Since the first and last days of the 12 Days project are oftentimes considered to be the most important of all, I thought I’d start on something unorthodox. And by unorthodox, I mean copy and paste an idea I already posted I couple weeks ago. It’s the first of the twelve days, the beginning of the ani-blogger Christmas countdown, so I decided to write on something apt for today: beginning Pretense with Glasses.
Before I started blogging, I was, well, a giant lurker. I shifted from blog to blog, rarely leaving a comment at times, and at others I just flippantly breezed through forums, carelessly reading without sharing. And while reading from those all-knowing jungles of words gave me plenty of inspiration and ideas, I never could bring myself to actually sit down and share my thoughts. I relied on the post topics and already established blurbs to spill my thoughts, and even then, I was oftentimes to shy to let them out. Although I consider myself a rather sociable person in real life (and arguably more outspoken than I should be) a fear of being judged from eyes halfway across the world always stuck to me.
Since creating this blog on a whim, many things have changed. And I’m happy to say it has all been for the better. I’ve met countless other anime fans besides myself, many of whom I consider to be awesome, sociable people, and having the ability to share with these people has been an alleviating, fantastic feeling. But more than that, I no longer feel constricted or binded by my own design. Interaction is bliss, and whenever I catch myself and say “Aha!” I can scribble down my whims and form something coherent. It’s fun to see where these thoughts go. It’s fun to see them draw influences from life experiences. And most of all, it’s just damn interesting to see ideas evolve, change, and grow bigger and bigger until they’re ready to pop. It’s a rewarding activity in itself.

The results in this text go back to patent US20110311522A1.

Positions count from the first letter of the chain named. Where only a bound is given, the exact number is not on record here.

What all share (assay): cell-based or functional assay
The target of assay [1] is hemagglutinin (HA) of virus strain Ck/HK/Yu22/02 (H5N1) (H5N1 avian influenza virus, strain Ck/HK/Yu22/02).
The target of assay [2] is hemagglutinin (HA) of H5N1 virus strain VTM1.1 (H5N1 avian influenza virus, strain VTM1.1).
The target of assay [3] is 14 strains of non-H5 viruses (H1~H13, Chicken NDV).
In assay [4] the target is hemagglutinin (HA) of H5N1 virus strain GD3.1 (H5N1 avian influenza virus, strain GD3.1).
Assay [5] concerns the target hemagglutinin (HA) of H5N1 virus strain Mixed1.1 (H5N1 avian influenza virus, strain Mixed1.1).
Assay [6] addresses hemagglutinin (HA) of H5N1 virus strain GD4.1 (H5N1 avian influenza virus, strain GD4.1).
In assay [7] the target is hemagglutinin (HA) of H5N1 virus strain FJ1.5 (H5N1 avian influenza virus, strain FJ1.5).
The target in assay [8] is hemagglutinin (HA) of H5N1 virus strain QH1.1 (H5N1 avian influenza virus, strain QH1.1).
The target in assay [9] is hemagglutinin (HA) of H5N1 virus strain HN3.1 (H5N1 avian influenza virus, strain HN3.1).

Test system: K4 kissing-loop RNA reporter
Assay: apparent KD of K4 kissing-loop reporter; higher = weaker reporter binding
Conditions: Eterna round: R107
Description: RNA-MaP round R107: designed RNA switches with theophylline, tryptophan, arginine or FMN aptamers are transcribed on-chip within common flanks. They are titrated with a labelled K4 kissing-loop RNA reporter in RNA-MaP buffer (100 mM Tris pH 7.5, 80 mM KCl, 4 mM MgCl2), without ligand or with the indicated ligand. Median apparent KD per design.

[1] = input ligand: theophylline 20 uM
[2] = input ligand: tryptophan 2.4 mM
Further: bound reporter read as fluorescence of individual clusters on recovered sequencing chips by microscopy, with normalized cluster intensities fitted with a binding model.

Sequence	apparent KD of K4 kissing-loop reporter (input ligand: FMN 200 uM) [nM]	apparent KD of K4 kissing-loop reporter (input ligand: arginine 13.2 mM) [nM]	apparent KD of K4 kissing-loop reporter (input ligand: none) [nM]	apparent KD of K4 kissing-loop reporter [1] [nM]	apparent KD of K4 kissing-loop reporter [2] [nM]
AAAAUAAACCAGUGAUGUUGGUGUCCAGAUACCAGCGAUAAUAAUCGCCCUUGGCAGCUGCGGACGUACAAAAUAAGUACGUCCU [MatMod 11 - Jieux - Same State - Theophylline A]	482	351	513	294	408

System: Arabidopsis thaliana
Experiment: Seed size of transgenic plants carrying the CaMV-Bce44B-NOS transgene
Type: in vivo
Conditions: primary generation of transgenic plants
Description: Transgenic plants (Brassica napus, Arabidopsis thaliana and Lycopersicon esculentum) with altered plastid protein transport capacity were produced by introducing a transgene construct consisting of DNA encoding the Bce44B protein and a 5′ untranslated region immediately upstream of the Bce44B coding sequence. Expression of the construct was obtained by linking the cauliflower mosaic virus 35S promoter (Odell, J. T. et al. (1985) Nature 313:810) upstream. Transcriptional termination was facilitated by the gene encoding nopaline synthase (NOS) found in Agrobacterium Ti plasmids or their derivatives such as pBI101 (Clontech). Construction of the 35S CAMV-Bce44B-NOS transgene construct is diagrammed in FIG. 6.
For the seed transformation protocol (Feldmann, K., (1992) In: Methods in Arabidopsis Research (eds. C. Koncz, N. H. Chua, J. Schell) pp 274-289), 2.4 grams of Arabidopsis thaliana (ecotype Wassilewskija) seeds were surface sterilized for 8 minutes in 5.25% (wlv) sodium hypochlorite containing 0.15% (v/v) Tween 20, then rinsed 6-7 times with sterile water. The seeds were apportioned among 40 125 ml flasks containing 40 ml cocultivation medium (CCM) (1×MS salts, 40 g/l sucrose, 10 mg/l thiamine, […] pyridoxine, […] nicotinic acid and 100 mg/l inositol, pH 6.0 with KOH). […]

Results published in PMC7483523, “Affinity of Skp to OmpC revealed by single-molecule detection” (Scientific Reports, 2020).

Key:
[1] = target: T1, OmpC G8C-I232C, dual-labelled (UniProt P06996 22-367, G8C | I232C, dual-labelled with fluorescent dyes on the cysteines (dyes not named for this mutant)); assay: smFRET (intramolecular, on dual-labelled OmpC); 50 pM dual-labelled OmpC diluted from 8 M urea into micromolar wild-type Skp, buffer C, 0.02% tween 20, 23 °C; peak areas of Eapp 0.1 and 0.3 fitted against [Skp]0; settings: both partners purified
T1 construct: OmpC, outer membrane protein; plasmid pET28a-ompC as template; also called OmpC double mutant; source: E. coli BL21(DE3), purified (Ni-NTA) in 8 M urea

I’ve said before that in the time before owning a blog, I didn’t think of anime as a social activity, as much as it was a work of loneliness. After all, countless anime glorify the hikikomori and draw attention to the awkward charm of being inward and a bit antisocial. And while I can’t say that this is always bad (after all, who doesn’t need a little solitude or a wilderness sabbatical every once in a while), I’d rather spend my time watching anime unashamed and with other people who fully enjoy my company. Blogging anime is something which has connected me to countless others, and writing, tweeting, and commenting has only added to my net of communication.
In the end, I see writing as primarily a form of self-expression and also, a way of ultimately coming to understand the writer himself. For me, having an idea stuck in the back of your head and leaving it unexpressed without any outlet whatsoever is one hell of a nagging feeling. When something bubbles at the side of my mind, it’s hard for me to completely avoid it; I have a habit of spilling out crap whenever I feel the urge, since my filter is either extremely miniscule or completely non-existent. Simply, I’m raucous, loud, and oftentimes full of it, and I can’t stand being quiet. When a thought rises to the top of my head (no matter how ridiculous or gorgeously disfigured and shitty it is), it’s oftentimes difficult for me to really know where I stand until I sit down and speak up. But now, I have an outlet, a blank canvas to spill my word soup, and countless thoughts waiting to spill all over the place.
So much of our life experiences is so unapplied and seemingly unimportant that we simply forget it over time. Few people who I have known have said that they remember the material which they learned in school, and even fewer have told me that they even use it. The same goes for anime; hardly ever does a series of pictures stay with me throughout the years. But since opening my doors, things on the outside have begun to intersect with that of the inside and, as Jung would say, have gained meaning through sychronicity. I’ve begun to see how a quick, fleeting moment in the real world can intersect with a subject as entertainingly unrelated as anime. I now have my own set of figurative ink; to capture these moments and to express them; coming to understand the medium that I love and even myself with each word I type.
It’s an enlightening experience.